Robert Torres

Army of the United States
14 March 1947 - 05 February 1968
Philadelphia, Pennsylvania
Panel 37E Line 046

Combat Infantry

Purple Heart, National Defense, Vietnam Service, Vietnam Campaign

The database page for Robert Torres

14 Mar 2006

Robert Torres volunteered to go to Vietnam so his brothers Raul and Wilfred did not have to go. He rapidly made his way to sergeant but was assigned to Vietnam. The last time we saw him was in December 1967 when he came home for Christmas. On January 5, 1968 he left for Vietnam and by February 5 he was dead. Robert was a hemophiliac, he had no business being there but he went anyway. Our lives were turned upside down by his loss, I for one never have my brother far from my thoughts. He was an easy-going person, always smiling and trying to help others. I am sure he would have been a great pharmacist as he wanted to be. If you know my brother you must know what I am saying is true. Thank you for letting me share my thoughts.

From his sister,
Marie K. Torres

15 March 2006

The following article is from The Philadelphia Inquirer for February 12, 1968:

      Sgt. Torres, 20, was killed on February 5, just one month after he arrived in Vietnam. He is the son of Mr. and Mrs. Angelo M. Torres, of 1710 N. 3d St.
      Sgt. Torres was a graduate of Edison High School and had completed one year at Philadelphia Community College when he enlisted in the Army in March, 1966. He planned to become a pharmacist.
      Surviving with his parents are two brothers, Raul and Wilfred; a sister, Marie Kristine; a grandfather, Jose Torres; and a grandmother, Mrs. Micaela Ramos.

From The Philadelphia Evening Bulletin for February 16, 1968

Girl, 9, Had Valentine Ready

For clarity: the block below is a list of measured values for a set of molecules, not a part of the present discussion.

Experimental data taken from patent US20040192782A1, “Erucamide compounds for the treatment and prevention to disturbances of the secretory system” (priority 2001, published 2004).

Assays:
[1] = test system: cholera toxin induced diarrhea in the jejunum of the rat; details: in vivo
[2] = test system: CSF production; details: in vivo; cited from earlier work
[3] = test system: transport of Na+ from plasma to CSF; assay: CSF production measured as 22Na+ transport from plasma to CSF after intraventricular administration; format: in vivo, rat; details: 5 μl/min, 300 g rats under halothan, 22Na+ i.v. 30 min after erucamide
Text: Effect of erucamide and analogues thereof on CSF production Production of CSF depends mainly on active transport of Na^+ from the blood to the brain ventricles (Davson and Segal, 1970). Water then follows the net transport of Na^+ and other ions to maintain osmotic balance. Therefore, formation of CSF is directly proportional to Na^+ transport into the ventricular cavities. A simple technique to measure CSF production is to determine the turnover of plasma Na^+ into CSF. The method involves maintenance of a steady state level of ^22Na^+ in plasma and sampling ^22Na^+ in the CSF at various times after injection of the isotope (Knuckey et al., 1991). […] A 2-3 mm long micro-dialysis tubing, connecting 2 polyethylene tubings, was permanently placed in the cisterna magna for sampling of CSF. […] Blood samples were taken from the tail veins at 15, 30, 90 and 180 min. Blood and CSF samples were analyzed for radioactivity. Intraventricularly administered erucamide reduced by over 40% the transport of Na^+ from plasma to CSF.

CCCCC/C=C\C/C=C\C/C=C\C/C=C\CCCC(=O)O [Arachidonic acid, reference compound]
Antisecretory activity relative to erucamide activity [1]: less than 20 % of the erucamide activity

For Brother Killed in Action

      "Valentine's Day means to me a very nice thing." wrote Marie K. Torres, nine, for a recent school assignment.
      "I send cards to people and they send cards to me. I sent one to my brother, but he didn't get a chance to read it, not even to open it. I'm very sorry about that.
      "I got him one just for him. But it's a pity he couldn't see it. But I bet he would of liked it if he'd opened it. Today is Valentine's Day and everybody is happy, but not me. But I hope my brother is happy with the good Lord."
      Marie, a fourth-grade pupil at the Moffett School, 2d and Oxford sts., was referring to her brother, Army Sgt. Robert Torres, 20, who was killed in action in Vietnam on February 5.
      Torres, son of Angelo and Petra Torres, of 1710 N. 3d st., was reported missing February 5 while on a combat operation against the Viet Cong. Later, his family was notified that he had been killed that day.
      He had been in Vietnam only a month and was attached to the 9th Infantry Division. A 1965 graduate of Edison High School, he had attended Community College for a year and planned to become a pharmacist.
      He enlisted in the Army in March, 1966. He is also survived by two brothers, Raul, 24, and Wilfred, 22.

From The Philadelphia Daily News, special supplement entitled 'SIX HUNDRED AND THIRTY,' October 26, 1987:

Robert Torres
N. 3rd Street, North Philadelphia

The 1965 Thomas Edison High School graduate had planned to become a pharmacist and attended Philadelphia Community College before enlisting in the Army in March 1966. The 20-year-old sergeant, a team leader in Vietnam with Company C of the 5th Battalion, 60th Infantry, 9th Infantry Division, was killed in action on February 5, 1968, during the Tet offensive. He was survived by his parents, two brothers and a sister.

From a native Philadelphian and Marine,
Jim McIlhenney

A Note from The Virtual Wall

The 5th Battalion, 60th Infantry, lost three men on 05 Feb 1968:
  • C Company:
    • SGT Robert Torres, Philadelphia, PA
    • CPL Wayne L. Golon, Bergenfield, NJ

  • HQ Company:
    • CPL Anthony Degerolamo, Wheatland, PA
Corporal Degerolamo, a combat medic, probably was in the field with Charlie Company.

Sergeant Robert Torres
is buried in Site 523, Section F,
Puerto Rico National Cemetery,
Bayamon, Puerto Rico,
among other men of courage.

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With all respect
Jim Schueckler, former CW2, US Army
Ken Davis, Commander, United States Navy (Ret)
Last updated 08/10/2009